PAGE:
THE DANDELION PRINCIPLEDandelions were introduced into the New World by fur traders because they grew so well and had enough vitamin C to prevent scurvy.
Another benefit is that the dandelion is as today, a good cheap and easy - to - grow food source.
So with a profitable fur trade calling, dandelions accompanied these early colonists.
Once the colonists were settled in and the dandelions planted, the fur trader ships sailed back to merry old England, only to return two years later.
Upon their return, they found all of the colonists dead, but the dandelion thriving.
My story begins just after my recent return from a mission trip with my team to South Africa. My lawn, even though cut well by my son, needed my personal touch to make it perfect.
Facing me was a wall of yellow: dandelions!
As I routed out each one individually, I asked myself: Why did I not chemically exterminate them all before I left on the mission?
My answer was that I had decided to be greener this year.
The City of Calgary is also tending to go green, and the result of all this green, was the yellow sea before me.
When I calmed down a bit, I realized that there are more important issues in life then dandelions.
How can weeds compare to the life and death issues faced by some of the people whom I had met in South Africa?
For them, lack of housing, food and Aids are the killers.
There are no means of extermination for these issues yet.
Though many agencies work hard to give hope, we are only plugging holes in a fragile dam.
The NGO agencies provide medicine, support and friendship but nothing lasting.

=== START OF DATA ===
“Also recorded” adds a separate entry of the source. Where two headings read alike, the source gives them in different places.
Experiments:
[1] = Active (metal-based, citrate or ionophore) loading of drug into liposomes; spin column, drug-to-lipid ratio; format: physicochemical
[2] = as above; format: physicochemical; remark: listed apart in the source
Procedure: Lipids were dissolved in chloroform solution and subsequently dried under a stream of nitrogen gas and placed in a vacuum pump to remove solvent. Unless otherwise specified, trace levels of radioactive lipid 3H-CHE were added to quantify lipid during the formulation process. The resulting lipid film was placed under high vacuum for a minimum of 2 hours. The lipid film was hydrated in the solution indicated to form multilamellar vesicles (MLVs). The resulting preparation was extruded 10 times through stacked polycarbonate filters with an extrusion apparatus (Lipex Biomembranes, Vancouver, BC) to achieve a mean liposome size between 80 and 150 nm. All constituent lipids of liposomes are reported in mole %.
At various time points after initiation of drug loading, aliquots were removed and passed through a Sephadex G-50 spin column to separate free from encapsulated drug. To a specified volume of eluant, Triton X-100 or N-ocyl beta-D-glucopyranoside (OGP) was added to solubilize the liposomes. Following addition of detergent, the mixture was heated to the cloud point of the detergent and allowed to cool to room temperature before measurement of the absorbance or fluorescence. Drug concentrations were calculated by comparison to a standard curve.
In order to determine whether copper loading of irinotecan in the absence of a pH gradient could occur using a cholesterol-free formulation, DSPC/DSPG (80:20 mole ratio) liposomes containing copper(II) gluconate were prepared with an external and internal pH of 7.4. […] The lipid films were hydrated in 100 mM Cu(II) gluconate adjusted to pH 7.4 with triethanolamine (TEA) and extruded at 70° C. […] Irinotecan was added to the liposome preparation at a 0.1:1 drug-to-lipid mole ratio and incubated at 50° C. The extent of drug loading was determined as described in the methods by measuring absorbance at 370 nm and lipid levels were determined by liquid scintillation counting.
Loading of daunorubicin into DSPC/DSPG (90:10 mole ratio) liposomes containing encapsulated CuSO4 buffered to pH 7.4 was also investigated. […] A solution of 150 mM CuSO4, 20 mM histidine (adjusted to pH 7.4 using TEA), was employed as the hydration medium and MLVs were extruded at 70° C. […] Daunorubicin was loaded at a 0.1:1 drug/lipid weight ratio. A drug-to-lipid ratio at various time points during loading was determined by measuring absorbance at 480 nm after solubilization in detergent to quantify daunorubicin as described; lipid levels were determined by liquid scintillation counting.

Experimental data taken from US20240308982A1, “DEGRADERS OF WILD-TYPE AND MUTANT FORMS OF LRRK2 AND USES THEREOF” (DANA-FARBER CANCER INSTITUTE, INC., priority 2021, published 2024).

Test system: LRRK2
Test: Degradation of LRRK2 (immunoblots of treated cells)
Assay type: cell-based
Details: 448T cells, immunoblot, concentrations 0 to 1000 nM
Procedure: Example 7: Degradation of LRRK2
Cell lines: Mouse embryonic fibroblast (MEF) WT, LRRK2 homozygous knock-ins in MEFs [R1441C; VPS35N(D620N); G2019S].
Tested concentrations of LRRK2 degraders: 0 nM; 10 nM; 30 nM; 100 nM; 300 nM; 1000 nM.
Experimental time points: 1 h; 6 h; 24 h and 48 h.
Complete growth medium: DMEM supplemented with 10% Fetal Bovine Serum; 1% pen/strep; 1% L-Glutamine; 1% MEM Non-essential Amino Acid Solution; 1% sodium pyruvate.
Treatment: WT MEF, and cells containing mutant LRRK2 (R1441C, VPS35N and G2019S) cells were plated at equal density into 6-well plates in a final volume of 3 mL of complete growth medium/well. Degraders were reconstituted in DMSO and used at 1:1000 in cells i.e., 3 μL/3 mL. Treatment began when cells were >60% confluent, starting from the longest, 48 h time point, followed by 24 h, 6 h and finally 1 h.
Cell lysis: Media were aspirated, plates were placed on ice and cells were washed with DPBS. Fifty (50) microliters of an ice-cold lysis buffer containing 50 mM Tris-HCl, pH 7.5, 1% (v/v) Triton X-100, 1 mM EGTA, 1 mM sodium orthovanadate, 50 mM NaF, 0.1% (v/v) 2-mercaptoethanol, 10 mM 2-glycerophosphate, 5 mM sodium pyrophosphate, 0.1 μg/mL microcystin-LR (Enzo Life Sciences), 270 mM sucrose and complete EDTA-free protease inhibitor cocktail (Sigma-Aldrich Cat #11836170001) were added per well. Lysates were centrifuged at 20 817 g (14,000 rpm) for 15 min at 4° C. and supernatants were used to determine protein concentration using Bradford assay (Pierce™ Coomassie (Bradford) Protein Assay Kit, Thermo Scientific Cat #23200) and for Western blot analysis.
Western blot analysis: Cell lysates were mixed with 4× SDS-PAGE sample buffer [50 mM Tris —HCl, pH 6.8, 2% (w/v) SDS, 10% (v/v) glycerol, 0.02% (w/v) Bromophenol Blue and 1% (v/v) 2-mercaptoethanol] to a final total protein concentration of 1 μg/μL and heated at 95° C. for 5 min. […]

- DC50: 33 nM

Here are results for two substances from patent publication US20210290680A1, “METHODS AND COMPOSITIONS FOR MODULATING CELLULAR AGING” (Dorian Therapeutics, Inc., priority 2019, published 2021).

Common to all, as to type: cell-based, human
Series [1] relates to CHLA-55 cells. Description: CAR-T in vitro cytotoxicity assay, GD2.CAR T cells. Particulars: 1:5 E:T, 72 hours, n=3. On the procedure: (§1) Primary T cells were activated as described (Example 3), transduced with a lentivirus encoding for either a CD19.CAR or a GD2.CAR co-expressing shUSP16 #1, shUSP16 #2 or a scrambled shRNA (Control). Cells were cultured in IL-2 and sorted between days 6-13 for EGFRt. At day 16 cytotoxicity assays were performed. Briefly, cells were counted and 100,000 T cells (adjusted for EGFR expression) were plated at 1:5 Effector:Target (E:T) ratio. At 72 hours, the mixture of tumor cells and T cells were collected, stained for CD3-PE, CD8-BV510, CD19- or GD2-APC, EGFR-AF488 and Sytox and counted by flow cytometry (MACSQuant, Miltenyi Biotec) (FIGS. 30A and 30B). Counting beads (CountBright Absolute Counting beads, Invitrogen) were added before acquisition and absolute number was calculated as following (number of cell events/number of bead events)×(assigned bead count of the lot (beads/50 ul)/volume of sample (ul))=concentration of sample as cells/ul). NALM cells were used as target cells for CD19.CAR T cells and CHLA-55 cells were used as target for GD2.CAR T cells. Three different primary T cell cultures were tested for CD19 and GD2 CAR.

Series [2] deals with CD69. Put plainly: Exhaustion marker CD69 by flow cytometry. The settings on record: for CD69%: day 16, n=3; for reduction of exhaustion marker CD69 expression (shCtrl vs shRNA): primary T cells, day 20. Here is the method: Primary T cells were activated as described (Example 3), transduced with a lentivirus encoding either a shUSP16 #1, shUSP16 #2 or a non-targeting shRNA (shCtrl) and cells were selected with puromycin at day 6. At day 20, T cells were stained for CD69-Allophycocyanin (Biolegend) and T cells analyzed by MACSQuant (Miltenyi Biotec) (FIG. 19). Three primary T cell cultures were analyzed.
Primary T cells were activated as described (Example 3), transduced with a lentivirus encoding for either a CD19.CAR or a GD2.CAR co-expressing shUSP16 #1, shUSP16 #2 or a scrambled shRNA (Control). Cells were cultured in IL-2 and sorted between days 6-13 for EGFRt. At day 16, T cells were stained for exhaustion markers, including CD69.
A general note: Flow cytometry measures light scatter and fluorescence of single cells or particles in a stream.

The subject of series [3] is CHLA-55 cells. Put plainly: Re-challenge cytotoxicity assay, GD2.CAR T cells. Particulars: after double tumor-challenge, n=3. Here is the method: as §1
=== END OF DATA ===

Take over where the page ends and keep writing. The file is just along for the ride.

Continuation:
My question is: what about a more lasting legacy?
In my talks with the Zulu people that I met, I came to the conclusion that something more permanent was needed. The majority of their children who we talked about, after high school will work menial jobs, or will often resort to a life of crime, drugs or alcohol abuse.
They do so as in so many other places, in an attempt to escape the squalor and hopelessness that surrounds them all.
My idea is that a new beginning might be made by supporting local initiatives, such building better homes like those built by Habitat for Humanity.
This would require government involvement, enhanced education and support for trades plus the whole heart co-operation of the local leaders.
The new built homes would then give hope and a brighter future with permanence, in what I call the dandelion principle.
So to those who see a mission such as my team and I were on, as a mere drop in the bucket, I reply that this bucket will eventually fill, if enough drops fall into it!
We can like the dandelion seed, spread on and on and from these humble beginnings, it is how seeds of hope will be spread.
I am proud to have played (along with my mission team), our small part in planting seeds of hope for future generations.
Written and Photo by Sir Richard...
Note: Muzifayifani is a Zulu name given to me by my friend Thabo Sithebe.
It means: Two Great Houses brought together as one.